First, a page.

The Japanese Navy was in confusion and sailed past George several times as he watched the carrier’s burn. He watched other ships trying to rescue crewmembers off the burning ships and from the water. George kept his seat cushion over his head. He definitely did not want to be picked up by the Japanese. Every once in a while explosions would erupt in the burning carriers. George felt the concussions in the water. Pressure on his stomach told George that he too was at risk. After the sun started to set the last of the Japanese fleet had drifted away out of his eyesight. He was left him alone in the Pacific Sea. George told me that he felt relieved yet very alone.
George was alone. Alone, floating in the middle of the vast Pacific. It had been a beautiful day and ended with a beautiful South Pacific sunset. George was injured but his spirit to live was still strong. Salt water stung his wounds but George was sure that an American aircraft would fly over to review the area. George deployed the life-raft and settled in awaiting rescue. One day passed with no prospects of rescue. Another day passed with the sound of an aircraft in the distance only. Several days later by complete chance George was spotted and picked up by a PBY. This was a lucky event because the PBY was outside of its search area.
The pilots and crewmen of Torpedo Squadron 8 sacrificed their lives for this victory. If the dive bombers, torpedo bombers and fighters had shown up at the same time it would have been a different battle. The American dive bombers would have had hell to pay with the Zero’s and the anti-aircraft fire. The ships would have been able to defend themselves from the torpedo bombers. The Americans may have hit one or two of the Japanese carriers, but the defenders would have drawn their blood. The Wildcats would have equaled the battle but the SBD’s would have been the targets of the Zero’s.
George was the sole survivor of Torpedo Squadron 8 from the carrier Hornet. After a brief recovery the Navy department offered George any cozy job he wanted. George insisted on going back into combat. George flew many missions in the TBF Avenger up and down the “Slot” dropping tons of bombs on enemy targets until his tour was over and he was sent back to the States.
George Gay was my hero as a boy. I knew his story from Junior High School onward. He was the first in my series of “Famous American Aviators” and the first aviator I officially interviewed for this series. When I called George Gay a hero he quickly but politely corrected me. He said that he was not a hero; he was just “doing his job.” He continued to say that the real heroes were the ones that fell to the enemy on June 4, 1942. George told me that he was not a Hero, but he said that he was a Survivor.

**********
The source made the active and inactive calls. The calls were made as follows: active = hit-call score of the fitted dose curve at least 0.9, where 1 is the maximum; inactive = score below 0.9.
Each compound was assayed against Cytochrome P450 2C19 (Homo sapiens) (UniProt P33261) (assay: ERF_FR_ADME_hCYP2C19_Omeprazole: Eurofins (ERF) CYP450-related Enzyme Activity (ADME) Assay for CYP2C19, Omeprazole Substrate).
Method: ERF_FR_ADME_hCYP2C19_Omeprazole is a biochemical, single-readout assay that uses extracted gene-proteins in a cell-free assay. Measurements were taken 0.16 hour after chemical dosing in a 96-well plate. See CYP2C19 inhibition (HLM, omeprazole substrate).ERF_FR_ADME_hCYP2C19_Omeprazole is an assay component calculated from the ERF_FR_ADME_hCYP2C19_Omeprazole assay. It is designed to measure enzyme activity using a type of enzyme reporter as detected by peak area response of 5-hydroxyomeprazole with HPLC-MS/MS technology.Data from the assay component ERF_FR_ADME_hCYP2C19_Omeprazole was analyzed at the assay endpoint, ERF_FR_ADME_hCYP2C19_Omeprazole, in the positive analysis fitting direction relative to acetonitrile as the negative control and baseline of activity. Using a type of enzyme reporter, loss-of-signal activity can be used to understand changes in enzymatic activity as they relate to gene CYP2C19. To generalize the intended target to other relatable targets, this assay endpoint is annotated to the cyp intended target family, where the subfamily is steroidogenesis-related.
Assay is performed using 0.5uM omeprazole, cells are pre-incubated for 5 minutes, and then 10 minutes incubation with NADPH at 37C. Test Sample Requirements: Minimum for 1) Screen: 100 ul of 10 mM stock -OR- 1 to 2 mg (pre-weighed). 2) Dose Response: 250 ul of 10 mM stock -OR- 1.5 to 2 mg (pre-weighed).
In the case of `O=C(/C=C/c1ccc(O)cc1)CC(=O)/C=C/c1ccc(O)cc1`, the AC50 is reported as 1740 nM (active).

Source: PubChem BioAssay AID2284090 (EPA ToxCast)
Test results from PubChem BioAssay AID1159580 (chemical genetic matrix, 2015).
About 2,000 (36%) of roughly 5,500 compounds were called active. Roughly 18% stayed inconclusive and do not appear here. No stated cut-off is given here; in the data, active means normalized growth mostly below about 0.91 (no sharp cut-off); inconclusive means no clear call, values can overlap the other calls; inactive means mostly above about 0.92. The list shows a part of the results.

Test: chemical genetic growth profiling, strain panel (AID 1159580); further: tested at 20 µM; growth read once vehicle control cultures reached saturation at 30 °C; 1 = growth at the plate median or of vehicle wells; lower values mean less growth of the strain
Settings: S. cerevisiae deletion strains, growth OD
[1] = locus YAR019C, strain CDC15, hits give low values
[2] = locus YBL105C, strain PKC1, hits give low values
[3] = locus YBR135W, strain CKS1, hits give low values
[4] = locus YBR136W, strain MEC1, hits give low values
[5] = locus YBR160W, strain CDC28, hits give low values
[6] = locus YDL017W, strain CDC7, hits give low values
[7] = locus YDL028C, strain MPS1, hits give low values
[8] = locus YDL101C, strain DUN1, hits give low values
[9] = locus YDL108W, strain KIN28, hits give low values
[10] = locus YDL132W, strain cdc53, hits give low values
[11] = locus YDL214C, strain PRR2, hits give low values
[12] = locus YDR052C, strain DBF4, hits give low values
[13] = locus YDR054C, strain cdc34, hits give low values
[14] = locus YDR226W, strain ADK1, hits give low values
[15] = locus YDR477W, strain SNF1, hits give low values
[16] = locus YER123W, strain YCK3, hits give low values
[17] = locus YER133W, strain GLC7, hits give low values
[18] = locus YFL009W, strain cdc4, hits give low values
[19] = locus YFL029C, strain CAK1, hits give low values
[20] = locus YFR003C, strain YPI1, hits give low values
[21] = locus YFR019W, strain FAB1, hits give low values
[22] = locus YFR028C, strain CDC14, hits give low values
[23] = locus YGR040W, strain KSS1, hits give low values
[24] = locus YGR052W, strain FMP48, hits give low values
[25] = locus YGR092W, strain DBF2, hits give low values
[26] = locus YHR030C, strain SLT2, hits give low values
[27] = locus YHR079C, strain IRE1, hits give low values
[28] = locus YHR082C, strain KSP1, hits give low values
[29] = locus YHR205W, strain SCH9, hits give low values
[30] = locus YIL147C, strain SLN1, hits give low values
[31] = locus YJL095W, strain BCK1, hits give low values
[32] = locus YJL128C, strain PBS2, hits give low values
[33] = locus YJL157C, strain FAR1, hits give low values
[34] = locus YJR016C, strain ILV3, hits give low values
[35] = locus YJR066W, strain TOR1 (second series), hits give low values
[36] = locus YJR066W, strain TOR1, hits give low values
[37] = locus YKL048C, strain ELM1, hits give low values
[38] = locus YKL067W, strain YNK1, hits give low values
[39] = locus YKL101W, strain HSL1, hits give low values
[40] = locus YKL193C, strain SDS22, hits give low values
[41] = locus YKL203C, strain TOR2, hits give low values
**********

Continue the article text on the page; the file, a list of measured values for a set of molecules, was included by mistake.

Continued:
I had planed my series of “Famous American Aviators” for a year and I wanted George to be my first. It took me six months of making phone calls to locate him. He lived in Marietta, Georgia just north of Atlanta. In my trips back and forth to visit him I had to drive through Atlanta morning rush hour traffic and back through the afternoon rush hour traffic. There are not enough four-letter words to describe the drivers in the Atlanta area.
I met with George on several occasions and he agreed to work with me on this project. His health was bad. After I got the print finished, I drove up to meet with him. He signed prints for about two hours that afternoon and then he needed to rest. I left and drove back to Jacksonville, Florida. The trip was eight hours one way but we had plenty of time or so I thought.
I came back the next week and George met me at the door. He did not look very well at all. He said he was not feeling well and could I come back tomorrow. I did not want to go all the way back to Florida so I spent the night in the local town.
The next morning George signed prints for two hours. We talked and I enjoyed interviewing him. I could not ask him enough questions. As I left I told George that I will see him again next week. Unknown to me but George was checked into the hospital several days later and he passed away soon thereafter. I was completely blown away when I read in the Jacksonville, Times Union newspaper, one morning while I was eating breakfast that George Gay had passed away!
George had his last wish granted when his wife was able to pour his ashes into the sea where his fellow aviators gave their lives many years ago. Those many years ago when they turned the tide of the war. And George was a witness and a survivor.